COMPUTING

Kenya: Computer courses to become compulsory in middle level colleges

Knowledge of computers is to become compulsory for students aspiring to join the government's tertiary training institutions.

A baseline survey conducted by the Ministry of Higher Education in the 47 mid-level colleges in the country shows that 80 per cent of students, lecturers and administrators in the institutions are not computer proficient.

The survey further notes that studies in computers will be offered during the first year of learning, regardless of the course that one will be pursuing in colleges.

"A curriculum is to be developed for all entry level students to ensure they acquire good foundation computer skills," the government report says, adding that where already offered, the curriculum is to be revised.

This means that more than 18,000 students currently enrolled in the institutions that include polytechnics, university colleges, technical training institutes and institutes of technology may undergo refresher courses in computers.

Findings from the baseline indicate that the institutions do not have a formal computers policy. Of the few institutions, only a fifth have developed computers work plans and have made budget allocations.

Although a high level of confidence has been registered in the relevance of existing computers policies, respondents cast doubt on institutional capacity for policy implementation.

"The ministry will explore globally recognised options or other internationally certifiable computer courses that are aligned to the job market and for which students will earn additional certifications," the report says.

The findings that are yet to be made official to the colleges say the curriculum is not in-step with job market requirements.

Lecturers are aware of the potential of computers to enrich teaching practices, but have neither the skills nor the access to computers to integrate the new tools and methodologies in curriculum.

The survey was conducted starting last year and the aim was to assess computer proficiency in the colleges at a time that Kenya is working towards becoming a middle income economy and eventually a knowledge society by implementing its developmental blueprint -- Vision 2030.

In the new order, course schedules will be reviewed to allow for the acquisition of computer skills. "Additional attention needs to be given to ensure that adequate time is built into class schedules to accommodate this," says the report.

The registered frequency of use of computers in teaching practice was rated poorly. "This is partly due to low computer (knowledge) among lecturers since the art of teaching and learning through and with computers is largely driven by individuals rather than institutional policy."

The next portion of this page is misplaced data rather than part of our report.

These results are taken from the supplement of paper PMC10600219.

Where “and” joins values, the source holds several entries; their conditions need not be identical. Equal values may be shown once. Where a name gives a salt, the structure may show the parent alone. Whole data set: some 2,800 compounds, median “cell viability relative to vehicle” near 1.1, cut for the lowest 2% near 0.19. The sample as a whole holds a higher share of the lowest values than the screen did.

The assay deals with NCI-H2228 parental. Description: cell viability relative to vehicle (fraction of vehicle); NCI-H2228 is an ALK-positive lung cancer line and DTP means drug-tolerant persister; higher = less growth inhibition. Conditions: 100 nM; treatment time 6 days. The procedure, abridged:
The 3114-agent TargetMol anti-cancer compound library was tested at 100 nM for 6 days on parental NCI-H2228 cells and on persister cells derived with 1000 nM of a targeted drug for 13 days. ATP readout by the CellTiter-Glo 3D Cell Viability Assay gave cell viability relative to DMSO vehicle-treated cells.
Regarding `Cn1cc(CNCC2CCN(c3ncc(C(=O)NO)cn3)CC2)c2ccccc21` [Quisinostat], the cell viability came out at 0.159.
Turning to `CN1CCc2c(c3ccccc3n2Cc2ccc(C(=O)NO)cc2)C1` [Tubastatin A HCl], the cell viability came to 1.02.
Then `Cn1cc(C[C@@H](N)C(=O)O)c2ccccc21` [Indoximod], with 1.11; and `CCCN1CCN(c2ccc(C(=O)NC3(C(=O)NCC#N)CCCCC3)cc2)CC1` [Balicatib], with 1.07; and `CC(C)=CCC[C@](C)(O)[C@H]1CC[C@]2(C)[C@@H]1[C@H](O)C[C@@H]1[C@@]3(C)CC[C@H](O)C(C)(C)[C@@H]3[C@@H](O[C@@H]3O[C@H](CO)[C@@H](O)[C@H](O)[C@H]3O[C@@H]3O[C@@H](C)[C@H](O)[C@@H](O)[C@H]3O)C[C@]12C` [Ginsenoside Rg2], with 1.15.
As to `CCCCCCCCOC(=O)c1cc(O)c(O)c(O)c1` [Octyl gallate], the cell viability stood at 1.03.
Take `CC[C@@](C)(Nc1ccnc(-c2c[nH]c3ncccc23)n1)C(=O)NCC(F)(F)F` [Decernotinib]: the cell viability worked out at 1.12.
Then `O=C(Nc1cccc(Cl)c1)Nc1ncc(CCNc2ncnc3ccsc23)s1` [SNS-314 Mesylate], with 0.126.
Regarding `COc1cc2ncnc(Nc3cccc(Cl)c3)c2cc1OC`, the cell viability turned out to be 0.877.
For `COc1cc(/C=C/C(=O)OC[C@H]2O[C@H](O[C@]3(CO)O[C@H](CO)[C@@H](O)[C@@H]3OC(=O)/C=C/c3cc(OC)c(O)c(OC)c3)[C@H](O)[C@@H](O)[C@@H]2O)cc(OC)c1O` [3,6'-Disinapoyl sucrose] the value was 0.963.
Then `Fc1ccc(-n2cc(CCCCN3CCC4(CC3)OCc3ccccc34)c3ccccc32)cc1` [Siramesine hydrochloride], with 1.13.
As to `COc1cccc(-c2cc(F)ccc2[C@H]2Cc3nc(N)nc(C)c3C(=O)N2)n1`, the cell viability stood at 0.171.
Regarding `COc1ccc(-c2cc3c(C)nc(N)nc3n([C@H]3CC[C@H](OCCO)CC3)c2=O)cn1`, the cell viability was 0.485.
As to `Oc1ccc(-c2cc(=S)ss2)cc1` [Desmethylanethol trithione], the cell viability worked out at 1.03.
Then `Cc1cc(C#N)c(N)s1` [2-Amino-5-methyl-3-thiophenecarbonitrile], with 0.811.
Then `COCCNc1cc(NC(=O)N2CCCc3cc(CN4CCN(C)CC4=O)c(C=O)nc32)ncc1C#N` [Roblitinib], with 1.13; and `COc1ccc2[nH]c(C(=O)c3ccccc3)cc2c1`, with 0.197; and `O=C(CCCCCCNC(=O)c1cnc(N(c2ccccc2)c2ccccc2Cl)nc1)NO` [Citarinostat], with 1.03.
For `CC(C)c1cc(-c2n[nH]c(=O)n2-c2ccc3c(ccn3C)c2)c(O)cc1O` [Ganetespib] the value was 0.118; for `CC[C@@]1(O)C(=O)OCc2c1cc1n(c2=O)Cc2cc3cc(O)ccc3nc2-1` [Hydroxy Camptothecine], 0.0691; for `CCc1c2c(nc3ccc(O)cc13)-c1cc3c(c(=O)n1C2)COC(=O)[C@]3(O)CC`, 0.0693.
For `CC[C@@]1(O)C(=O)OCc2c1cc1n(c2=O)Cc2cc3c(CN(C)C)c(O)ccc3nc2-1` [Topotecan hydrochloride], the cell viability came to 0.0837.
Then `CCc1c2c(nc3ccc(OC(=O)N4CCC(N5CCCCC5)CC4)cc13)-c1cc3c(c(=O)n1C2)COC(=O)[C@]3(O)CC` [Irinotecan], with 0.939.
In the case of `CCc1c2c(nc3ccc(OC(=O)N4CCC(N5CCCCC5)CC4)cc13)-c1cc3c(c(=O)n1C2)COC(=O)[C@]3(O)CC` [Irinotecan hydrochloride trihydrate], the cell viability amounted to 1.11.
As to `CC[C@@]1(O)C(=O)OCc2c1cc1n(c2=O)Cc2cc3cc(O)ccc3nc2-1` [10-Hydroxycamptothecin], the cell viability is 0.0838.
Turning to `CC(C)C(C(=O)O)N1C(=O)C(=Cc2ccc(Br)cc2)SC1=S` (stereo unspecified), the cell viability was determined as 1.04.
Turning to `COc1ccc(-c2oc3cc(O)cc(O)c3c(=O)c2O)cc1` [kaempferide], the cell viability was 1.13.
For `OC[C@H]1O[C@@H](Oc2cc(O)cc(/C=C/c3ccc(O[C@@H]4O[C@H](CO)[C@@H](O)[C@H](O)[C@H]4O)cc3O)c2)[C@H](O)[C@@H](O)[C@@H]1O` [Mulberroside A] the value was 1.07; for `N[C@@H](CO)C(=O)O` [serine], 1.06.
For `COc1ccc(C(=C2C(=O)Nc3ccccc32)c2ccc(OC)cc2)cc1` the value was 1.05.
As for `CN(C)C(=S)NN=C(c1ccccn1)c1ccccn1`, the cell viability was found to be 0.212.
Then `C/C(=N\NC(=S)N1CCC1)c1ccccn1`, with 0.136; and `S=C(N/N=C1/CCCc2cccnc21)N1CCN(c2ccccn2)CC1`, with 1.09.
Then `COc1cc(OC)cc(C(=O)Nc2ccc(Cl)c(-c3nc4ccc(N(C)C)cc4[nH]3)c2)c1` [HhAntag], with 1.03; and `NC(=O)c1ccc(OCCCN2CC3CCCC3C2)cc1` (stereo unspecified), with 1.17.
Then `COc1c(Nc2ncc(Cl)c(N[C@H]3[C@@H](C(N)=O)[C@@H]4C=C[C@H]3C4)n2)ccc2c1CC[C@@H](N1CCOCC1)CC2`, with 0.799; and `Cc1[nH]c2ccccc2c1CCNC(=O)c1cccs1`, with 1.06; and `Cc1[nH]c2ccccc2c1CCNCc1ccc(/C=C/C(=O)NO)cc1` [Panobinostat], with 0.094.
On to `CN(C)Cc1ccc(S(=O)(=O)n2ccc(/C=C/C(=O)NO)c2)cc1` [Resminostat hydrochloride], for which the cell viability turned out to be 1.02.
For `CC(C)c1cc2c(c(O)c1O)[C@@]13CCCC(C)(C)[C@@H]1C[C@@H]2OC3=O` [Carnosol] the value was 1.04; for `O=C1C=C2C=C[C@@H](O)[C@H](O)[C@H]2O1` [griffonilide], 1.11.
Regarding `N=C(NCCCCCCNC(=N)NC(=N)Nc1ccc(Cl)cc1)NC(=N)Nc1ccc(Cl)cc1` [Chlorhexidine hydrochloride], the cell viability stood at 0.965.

The report therefore recommends a review in the curriculum at the teacher training institutions.

Access to tools and resources at the institutions should also be planned. "The complexity of integrating computers in education demands careful planning and execution," says the report.

Specialised computer skills are required in the work place for production and communication, and are seen as an essential complement to traditional content knowledge, in courses such as engineering, science, and accounting.

This, according to the report calls for systemic collection and analysis of data on the level of computers use in the institutions.

Most of the students expressed concerns that both the curriculum and assessment systems were outmoded.

Secondary school leavers who do not proceed to university directly join the colleges for two year craft courses or three year diploma (technician) courses.

And primary school leavers who do not join secondary school may join the many youth polytechnics which are also considered tertiary institutions.

National polytechnics, technical teachers colleges, institutes of technology, technical training institutes, industrial training centres, youth polytechnics, vocational training centres and other private commercial colleges shall be affected by this new plan.

There has been an upgrading of the institutions to universities of technology but there is also the upgrading of youth polytechnics to technical institutions.

Source: The Nation

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